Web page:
17. The testimony of Mukesh is, however, quite categorical that both the appellants had wanted to (and did) rob him and Sunil. That either Nandu or Billu or both were armed with a knife is quite clear because of the fact that Sunil was stabbed to death. Additionally, Gul Mohammad, P.W. 5 had stated that he saw both the appellants running away and they had knives in their hands. However, it appears that only Nandu was charged with carrying a knife and was alleged to have committed an offence punishable under Section 27 of the Arms Act. The learned trial Judge has acquitted Nandu of this offence and the State has not challenged the decision given by the learned trial Judge. But there is no doubt, given the facts and circumstances of the case, that the intention-of the appellants was to rob Mukesh and Sunil, which they successfully did, making them liable to punishment under Section 392 and Section 397 of the IPC.
18. In Ashfaq v. State (Govt. of NCT of Delhi), AIR 2004 SC 1253 : (2004 Cri LJ 936), the Supreme Court considered the applicability of Section 397 of the IPC and its essential ingredients. It was said there is a misconception that unless a deadly weapon is actually used to inflict an injury in the commission of an offence, the essential ingredients to attract Section 397 of the IPC cannot be held to have been proved or substantiated. The Supreme Court explained the meaning of the word "uses" found in Section 397 of the IPC by relying upon an earlier decision in Phool Kumar v. Delhi Administration, AIR 1975 SC 905. The Supreme Court cited the following passage with approval:—
"Section 398 uses the expression "armed with any deadly weapon" and the minimum punishment provided therein is also 7 years if at the time of attempting to commit robbery the offender is armed with any deadly weapon. This has created an anomaly. It is unreasonable to think that if the offender who merely attempted to commit robbery but did not succeed in committing it attracts the minimum punishment of 7 years under S. 398 if he is merely armed with any deadly weapon, while an offender so armed will not incur the liability of the minimum punishment under Section 397 if he succeeded in committing the robbery. But then, what was the purport behind the use of the different words by the Legislature in the two sections, viz. "uses" in Section 397 and "is armed" in Section 398. In our judgment the anomalv is resolved if the two terms are given the identical meaning. There seems to be a reasonable explanation for the use of the two different expressions in the sections. When the offence of robbery is committed by an offender being armed with a deadly weapon which was within the vision of the victim so as to be capable of creating a terror in his mind, the offender must be deemed to have used that deadly weapon in the commission of the robbery. On the other hand, if an offender was armed with a deadly weapon at the time of attempting to commit a robbery, then the weapon was not put to any fruitful use because it would have been of use only when the offender succeeded in committing the robbery."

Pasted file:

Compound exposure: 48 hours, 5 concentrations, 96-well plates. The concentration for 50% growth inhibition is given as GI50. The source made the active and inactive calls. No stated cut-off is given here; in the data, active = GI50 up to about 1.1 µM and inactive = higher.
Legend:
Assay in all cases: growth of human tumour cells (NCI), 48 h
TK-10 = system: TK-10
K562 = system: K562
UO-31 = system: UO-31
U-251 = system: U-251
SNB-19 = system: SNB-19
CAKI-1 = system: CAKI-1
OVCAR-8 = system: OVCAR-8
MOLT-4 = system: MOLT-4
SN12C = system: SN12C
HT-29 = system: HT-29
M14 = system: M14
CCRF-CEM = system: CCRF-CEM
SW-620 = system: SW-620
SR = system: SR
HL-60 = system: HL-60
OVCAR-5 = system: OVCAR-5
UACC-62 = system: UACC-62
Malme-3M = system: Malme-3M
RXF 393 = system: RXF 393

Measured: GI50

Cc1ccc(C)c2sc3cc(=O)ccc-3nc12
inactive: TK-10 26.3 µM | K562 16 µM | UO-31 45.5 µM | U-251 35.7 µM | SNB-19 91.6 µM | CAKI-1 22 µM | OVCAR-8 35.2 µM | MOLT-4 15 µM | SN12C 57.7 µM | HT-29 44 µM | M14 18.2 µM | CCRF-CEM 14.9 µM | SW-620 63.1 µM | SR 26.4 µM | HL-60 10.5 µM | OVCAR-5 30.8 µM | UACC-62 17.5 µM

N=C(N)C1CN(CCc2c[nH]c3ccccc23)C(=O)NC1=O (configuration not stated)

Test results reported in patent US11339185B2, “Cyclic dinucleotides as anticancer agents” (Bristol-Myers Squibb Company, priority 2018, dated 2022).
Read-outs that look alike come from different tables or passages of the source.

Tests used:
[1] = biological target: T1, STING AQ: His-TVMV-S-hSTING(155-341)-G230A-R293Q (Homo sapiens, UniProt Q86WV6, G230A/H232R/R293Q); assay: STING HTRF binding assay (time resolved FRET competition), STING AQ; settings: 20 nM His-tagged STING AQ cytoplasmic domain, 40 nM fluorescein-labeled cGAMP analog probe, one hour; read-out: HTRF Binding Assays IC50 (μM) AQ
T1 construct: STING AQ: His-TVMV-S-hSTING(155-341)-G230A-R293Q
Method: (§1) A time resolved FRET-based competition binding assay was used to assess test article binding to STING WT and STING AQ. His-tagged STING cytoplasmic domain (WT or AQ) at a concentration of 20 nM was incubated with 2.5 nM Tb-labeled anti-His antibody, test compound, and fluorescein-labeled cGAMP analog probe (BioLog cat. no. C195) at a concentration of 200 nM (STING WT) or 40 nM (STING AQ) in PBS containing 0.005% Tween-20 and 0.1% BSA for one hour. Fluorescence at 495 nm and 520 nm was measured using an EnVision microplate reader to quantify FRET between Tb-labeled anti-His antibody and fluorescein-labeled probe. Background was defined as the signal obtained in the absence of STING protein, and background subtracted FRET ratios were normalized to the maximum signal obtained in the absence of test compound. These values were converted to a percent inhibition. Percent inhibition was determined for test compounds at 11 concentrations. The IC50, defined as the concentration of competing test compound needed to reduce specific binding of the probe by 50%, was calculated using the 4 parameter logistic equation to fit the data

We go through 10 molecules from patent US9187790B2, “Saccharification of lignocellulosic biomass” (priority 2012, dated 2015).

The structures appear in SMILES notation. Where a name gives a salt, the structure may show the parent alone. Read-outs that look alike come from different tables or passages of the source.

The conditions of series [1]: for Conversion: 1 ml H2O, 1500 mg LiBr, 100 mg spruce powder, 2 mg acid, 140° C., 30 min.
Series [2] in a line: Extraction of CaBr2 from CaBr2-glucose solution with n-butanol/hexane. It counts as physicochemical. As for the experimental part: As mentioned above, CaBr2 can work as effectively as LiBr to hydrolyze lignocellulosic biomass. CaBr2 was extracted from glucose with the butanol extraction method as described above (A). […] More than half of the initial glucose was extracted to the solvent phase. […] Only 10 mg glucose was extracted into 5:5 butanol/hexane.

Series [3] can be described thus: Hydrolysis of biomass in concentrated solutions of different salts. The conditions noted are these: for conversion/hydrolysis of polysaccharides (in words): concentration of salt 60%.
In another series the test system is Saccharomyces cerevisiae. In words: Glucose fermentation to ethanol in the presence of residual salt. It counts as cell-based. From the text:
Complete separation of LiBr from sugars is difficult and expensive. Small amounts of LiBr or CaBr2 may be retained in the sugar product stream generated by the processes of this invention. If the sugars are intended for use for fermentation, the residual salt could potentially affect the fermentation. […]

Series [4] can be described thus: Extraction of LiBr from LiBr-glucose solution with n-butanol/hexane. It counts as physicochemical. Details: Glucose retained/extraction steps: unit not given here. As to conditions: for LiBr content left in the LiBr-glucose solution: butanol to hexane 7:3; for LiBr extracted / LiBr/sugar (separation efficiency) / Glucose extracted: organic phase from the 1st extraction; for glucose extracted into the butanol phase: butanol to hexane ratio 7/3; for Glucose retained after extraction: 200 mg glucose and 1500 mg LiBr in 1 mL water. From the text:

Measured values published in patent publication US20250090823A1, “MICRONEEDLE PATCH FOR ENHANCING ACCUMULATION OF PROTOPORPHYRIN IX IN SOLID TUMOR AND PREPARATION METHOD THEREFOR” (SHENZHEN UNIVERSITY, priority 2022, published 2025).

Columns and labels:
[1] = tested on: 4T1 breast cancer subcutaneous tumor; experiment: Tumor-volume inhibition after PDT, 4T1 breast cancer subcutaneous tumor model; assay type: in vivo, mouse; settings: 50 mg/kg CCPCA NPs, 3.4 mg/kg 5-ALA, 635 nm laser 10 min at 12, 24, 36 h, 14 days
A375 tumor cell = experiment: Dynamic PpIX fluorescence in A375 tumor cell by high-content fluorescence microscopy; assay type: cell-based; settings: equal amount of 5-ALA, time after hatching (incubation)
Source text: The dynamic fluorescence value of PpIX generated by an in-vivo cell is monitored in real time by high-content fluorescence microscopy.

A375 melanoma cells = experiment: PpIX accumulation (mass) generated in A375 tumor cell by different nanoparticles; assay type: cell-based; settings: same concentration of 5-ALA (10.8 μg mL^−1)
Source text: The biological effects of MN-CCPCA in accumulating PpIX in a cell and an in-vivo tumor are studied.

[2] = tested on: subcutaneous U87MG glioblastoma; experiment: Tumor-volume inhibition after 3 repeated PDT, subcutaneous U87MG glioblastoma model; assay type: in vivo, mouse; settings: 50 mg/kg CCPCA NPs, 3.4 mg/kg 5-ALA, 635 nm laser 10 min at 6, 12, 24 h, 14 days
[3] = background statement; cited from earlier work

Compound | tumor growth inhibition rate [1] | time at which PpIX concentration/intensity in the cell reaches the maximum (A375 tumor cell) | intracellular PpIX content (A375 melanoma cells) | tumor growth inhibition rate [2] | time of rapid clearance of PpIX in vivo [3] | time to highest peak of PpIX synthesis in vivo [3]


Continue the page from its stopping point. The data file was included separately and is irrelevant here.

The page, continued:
Explaining this, the Supreme Court held that for the purposes of Section 397 if a robbery is committed by a person who is armed with a deadly weapon and that deadly weapon is within the vision of the victim so as to be able to create terror in his mind, then there is no necessity of further showing that the deadly weapon has been actually used for any other purpose such as cutting, stabbing, shooting, etc. This being the legal position, we have no hesitation in upholding the conviction of the appellants under the provisions of Sections 392 and 397 of the IPC.
19. In so far as the offence of attempt to murder Mukesh is concerned, we find that in the absence of anything to suggest who wielded the knife, it is not possible to say with certainty which of the appellants attempted to murder Mukesh. They are, therefore, entitled to the benefit of doubt in this regard.
20. In view of the above, we set aside the conviction of the appellants on all counts except for the offence punishable under Section 392 read with Section 397 of the IPC. We find that the maximum term of imprisonment for the offence of committing robbery (Section 392 of the IPC) is ten years while the offence of committing a robbery with the use of a deadly weapon (Section 397 of the IPC) is a minimum of seven years. Both the appellants have already spent more than eleven years in custody and we are of the opinion that they have been adequately punished for the offences committed by them in this regard. The appellants be released forthwith unless they are required in some other case. The appeals are partly allowed.